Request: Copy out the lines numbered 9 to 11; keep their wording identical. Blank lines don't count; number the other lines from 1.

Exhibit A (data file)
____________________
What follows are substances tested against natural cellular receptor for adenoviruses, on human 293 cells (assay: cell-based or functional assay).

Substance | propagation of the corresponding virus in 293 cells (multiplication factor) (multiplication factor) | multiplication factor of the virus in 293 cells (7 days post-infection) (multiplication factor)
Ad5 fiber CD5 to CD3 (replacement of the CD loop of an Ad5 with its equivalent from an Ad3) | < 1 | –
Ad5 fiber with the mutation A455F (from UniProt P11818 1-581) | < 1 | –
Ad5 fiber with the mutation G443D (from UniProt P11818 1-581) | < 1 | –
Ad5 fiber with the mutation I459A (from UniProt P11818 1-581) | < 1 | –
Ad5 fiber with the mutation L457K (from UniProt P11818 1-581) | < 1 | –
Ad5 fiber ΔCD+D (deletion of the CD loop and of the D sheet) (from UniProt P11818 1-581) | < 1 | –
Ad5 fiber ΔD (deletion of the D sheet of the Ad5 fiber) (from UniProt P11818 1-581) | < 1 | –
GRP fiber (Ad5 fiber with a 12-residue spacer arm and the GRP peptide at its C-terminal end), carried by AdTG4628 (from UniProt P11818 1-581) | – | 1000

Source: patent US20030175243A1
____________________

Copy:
Ad5 fiber ΔD (deletion of the D sheet of the Ad5 fiber) (from UniProt P11818 1-581) | < 1 | –
GRP fiber (Ad5 fiber with a 12-residue spacer arm and the GRP peptide at its C-terminal end), carried by AdTG4628 (from UniProt P11818 1-581) | – | 1000

Source: patent US20030175243A1